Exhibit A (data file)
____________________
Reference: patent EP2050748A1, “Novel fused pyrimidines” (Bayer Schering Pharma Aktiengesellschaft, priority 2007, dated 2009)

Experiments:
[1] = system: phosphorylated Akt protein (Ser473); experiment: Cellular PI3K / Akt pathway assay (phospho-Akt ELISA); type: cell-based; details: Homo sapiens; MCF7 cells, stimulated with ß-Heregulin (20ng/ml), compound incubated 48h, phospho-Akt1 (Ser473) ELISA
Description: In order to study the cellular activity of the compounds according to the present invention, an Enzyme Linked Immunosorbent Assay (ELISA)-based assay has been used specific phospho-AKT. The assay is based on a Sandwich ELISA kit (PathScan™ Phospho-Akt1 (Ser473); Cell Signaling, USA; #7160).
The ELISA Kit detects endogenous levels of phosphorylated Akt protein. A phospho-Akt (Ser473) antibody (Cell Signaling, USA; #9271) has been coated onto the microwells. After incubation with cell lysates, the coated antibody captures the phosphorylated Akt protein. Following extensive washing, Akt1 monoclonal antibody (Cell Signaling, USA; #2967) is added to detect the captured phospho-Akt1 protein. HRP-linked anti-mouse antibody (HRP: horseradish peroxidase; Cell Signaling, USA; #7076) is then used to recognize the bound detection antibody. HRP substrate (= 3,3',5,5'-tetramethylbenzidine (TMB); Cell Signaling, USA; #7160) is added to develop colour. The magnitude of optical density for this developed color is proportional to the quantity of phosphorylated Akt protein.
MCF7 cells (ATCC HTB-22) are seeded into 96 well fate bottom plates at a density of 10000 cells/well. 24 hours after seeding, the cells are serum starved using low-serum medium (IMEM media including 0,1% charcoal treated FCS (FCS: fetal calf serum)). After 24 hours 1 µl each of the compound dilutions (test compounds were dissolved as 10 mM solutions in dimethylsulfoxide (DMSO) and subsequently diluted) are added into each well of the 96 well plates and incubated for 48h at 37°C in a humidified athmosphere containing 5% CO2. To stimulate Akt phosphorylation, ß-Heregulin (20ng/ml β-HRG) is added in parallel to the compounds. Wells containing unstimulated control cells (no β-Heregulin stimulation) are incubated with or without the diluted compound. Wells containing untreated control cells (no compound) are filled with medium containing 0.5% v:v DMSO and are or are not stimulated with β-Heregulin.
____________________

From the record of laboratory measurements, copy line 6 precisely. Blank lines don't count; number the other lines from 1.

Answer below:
MCF7 cells (ATCC HTB-22) are seeded into 96 well fate bottom plates at a density of 10000 cells/well. 24 hours after seeding, the cells are serum starved using low-serum medium (IMEM media including 0,1% charcoal treated FCS (FCS: fetal calf serum)). After 24 hours 1 µl each of the compound dilutions (test compounds were dissolved as 10 mM solutions in dimethylsulfoxide (DMSO) and subsequently diluted) are added into each well of the 96 well plates and incubated for 48h at 37°C in a humidified athmosphere containing 5% CO2. To stimulate Akt phosphorylation, ß-Heregulin (20ng/ml β-HRG) is added in parallel to the compounds. Wells containing unstimulated control cells (no β-Heregulin stimulation) are incubated with or without the diluted compound. Wells containing untreated control cells (no compound) are filled with medium containing 0.5% v:v DMSO and are or are not stimulated with β-Heregulin.